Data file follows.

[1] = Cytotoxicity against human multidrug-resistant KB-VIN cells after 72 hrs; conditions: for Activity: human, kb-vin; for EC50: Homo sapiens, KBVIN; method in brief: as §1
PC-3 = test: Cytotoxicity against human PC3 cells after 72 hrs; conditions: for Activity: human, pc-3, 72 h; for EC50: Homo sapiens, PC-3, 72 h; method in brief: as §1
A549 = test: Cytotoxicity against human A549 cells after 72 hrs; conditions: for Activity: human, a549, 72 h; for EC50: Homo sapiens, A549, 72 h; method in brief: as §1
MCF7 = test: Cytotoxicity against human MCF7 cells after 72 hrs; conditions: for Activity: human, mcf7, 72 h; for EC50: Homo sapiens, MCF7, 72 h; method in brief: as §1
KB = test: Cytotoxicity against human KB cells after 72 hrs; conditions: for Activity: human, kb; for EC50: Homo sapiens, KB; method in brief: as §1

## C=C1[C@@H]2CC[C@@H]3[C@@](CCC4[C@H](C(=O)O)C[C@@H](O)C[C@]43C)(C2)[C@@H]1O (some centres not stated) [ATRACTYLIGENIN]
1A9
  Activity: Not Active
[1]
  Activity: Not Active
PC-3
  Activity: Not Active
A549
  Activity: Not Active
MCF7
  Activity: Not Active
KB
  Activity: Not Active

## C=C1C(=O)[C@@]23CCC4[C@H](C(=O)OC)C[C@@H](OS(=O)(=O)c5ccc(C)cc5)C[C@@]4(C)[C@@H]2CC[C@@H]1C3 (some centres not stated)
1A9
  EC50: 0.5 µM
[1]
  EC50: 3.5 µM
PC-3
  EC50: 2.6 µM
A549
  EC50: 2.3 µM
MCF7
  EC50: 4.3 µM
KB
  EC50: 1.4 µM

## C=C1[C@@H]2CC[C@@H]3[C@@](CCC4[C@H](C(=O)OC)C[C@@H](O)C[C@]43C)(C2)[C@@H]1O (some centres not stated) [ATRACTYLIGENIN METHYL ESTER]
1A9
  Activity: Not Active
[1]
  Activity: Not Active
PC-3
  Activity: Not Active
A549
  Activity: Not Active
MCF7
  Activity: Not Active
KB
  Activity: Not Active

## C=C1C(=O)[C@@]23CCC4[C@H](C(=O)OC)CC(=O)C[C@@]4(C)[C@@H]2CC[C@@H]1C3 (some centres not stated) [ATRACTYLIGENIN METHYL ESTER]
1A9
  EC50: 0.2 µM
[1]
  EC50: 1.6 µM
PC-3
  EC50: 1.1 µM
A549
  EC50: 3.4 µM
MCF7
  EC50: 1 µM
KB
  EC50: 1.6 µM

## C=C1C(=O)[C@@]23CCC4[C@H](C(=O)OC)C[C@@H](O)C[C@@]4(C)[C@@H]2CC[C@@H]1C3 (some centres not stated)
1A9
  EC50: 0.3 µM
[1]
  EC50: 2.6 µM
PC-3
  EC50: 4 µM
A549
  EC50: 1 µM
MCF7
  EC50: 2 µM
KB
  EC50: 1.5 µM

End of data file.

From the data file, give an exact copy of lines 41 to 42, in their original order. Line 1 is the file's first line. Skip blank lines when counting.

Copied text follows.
MCF7
  Activity: Not Active